The nucleolar channel system reliably marks the midluteal endometrium regardless of fertility status: A fresh look at an old organelle

Eli A. Rybak, Michael J. Szmyga, Gregory Zapantis, Mary Rausch, Victor E. Beshay, Alex J. Polotsky, Christos Coutifaris, Bruce R. Carr, Nanette Santoro, U. Thomas Meier

Research output: Contribution to journalArticlepeer-review

12 Scopus citations


Objective: To determine whether nucleolar channel systems (NCSs) in the midluteal endometrium are associated with overall fertility status and/or with unexplained infertility. Design: Retrospective and prospective clinical studies. Setting: Repository of stored specimens from prior multicenter study and private infertility center. Patient(s): Retrospective study that included 97 women (49 fertile couples, 48 infertile couples) who had been randomized for endometrial biopsy during the midluteal or late luteal phase. The prospective study included 78 women with a variety of infertility diagnoses. Intervention(s): Endometrial biopsies were obtained and assessed for the presence of NCSs by indirect immunofluorescence. Main Outcome Measure(s): The presence of NCS was graded semiquantitatively and dichotomized as normal versus low or absent. Result(s): Normal presence of NCS was significantly associated with the midluteal phase compared with the late luteal phase (80% vs. 29%). However, there was no association between presence of NCS and fertility status or between presence of NCS and unexplained infertility. Conclusion(s): Midluteal phase endometrium consistently forms NCSs regardless of fertility status, including unexplained infertility. This indicates a possible role for the NCS in initiating the window of endometrial receptivity. However, the consistent presence of NCSs across several different types of infertility challenges the likelihood that inadequate secretory transformation is a cause of infertility.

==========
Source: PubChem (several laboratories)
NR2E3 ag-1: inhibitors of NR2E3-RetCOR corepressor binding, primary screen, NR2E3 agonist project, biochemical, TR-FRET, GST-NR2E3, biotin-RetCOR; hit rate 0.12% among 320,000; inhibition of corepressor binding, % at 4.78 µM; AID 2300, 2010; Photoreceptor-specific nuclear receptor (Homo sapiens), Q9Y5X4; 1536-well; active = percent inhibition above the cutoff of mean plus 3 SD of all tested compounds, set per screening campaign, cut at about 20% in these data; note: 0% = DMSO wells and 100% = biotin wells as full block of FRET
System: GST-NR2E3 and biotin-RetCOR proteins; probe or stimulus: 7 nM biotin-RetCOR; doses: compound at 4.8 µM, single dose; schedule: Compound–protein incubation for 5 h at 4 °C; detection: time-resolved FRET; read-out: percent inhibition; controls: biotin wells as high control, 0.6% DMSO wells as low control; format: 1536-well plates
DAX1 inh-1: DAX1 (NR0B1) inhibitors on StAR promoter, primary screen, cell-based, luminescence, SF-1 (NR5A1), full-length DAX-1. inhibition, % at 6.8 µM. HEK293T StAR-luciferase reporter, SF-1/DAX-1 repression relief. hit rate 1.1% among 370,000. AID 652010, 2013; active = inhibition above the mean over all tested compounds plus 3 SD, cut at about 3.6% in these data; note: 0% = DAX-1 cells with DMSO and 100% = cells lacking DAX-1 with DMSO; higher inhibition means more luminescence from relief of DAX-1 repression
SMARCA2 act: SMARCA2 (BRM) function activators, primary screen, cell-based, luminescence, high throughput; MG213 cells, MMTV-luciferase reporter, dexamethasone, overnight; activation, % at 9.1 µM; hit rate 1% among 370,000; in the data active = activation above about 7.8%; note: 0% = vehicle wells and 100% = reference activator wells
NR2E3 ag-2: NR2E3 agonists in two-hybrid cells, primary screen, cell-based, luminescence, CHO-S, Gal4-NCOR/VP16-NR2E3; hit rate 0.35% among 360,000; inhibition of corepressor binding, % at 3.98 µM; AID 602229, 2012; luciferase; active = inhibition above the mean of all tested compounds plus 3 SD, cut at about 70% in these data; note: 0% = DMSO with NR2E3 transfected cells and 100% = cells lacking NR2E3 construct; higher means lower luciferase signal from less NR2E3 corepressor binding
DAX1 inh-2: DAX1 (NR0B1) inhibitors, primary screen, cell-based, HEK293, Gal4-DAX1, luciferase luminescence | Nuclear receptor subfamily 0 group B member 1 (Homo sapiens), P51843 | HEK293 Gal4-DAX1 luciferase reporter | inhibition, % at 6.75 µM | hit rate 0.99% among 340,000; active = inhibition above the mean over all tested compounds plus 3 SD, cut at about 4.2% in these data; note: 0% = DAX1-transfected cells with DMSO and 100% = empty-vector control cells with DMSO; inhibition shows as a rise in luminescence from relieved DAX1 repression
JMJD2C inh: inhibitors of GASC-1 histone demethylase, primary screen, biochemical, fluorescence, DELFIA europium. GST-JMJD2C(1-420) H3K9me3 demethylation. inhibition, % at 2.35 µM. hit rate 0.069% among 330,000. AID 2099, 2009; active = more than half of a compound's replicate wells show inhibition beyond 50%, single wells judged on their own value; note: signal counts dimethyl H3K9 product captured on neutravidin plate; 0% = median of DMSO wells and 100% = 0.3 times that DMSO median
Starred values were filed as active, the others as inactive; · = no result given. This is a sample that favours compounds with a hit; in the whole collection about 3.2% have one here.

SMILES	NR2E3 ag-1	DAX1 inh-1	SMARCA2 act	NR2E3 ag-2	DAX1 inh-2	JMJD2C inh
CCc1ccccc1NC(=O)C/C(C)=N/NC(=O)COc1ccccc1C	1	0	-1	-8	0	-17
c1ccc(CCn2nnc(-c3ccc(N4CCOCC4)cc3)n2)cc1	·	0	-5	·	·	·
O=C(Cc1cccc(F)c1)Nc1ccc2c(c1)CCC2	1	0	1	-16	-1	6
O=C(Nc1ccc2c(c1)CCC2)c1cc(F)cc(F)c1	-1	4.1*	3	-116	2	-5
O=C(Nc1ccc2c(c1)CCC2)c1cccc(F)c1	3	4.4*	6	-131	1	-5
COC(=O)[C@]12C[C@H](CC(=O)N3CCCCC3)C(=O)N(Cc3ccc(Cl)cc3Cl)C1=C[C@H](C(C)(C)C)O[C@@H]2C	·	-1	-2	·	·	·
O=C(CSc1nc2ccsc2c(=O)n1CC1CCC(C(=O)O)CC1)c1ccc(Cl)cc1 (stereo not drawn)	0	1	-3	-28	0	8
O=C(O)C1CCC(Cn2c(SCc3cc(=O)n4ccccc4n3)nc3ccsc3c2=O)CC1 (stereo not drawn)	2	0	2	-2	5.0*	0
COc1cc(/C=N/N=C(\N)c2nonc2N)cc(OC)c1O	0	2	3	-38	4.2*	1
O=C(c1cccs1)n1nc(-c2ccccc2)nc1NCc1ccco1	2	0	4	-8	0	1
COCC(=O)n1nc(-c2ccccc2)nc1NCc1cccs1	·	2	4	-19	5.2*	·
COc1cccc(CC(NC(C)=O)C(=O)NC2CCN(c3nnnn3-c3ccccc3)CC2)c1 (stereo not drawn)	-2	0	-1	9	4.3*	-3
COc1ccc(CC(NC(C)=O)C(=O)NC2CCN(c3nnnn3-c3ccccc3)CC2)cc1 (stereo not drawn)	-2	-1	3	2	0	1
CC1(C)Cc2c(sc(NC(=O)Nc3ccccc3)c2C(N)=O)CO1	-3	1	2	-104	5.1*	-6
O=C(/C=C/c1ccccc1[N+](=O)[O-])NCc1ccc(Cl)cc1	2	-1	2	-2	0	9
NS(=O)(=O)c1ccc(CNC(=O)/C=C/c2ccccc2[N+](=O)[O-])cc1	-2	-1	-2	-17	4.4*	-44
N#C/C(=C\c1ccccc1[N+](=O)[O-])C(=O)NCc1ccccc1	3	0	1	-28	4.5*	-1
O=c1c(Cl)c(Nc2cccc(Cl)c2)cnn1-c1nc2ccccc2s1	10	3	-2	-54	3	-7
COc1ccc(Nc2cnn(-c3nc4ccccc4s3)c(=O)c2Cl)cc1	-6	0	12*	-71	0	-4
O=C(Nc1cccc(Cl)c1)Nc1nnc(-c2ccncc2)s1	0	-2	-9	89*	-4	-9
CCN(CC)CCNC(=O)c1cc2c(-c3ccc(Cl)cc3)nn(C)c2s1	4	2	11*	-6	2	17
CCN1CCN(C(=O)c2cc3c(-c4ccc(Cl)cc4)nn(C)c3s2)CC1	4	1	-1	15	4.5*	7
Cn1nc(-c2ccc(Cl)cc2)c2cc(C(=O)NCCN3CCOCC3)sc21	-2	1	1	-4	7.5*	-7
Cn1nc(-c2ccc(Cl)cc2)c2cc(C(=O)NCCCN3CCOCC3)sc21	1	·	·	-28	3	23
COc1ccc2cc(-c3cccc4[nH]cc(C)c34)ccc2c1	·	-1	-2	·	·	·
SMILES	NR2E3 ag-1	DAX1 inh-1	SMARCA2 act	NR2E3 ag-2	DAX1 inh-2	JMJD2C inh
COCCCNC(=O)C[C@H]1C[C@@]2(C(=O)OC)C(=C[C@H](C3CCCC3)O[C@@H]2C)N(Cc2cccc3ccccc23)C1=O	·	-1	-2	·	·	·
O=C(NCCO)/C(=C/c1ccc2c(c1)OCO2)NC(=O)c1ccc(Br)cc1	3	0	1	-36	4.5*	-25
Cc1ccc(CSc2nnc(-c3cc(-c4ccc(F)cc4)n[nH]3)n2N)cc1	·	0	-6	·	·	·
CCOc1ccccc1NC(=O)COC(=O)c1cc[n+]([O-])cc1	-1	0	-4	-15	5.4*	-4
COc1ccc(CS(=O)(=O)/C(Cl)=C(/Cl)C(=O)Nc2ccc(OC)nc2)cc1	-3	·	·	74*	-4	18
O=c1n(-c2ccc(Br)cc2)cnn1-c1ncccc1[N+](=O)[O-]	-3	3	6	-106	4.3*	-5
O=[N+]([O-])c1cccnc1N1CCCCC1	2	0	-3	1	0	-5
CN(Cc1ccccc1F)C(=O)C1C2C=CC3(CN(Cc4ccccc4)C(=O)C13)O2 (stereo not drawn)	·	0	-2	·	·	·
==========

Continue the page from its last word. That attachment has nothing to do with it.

Original languageEnglish (US)
Pages (from-to)1385-1389.e1
JournalFertility and sterility
Issue number4
StatePublished - Mar 15 2011


  • Nucleolar channel system
  • endometrium
  • immunofluorescence
  • receptivity
  • secretory transformation
  • unexplained infertility

ASJC Scopus subject areas

  • Reproductive Medicine
  • Obstetrics and Gynecology


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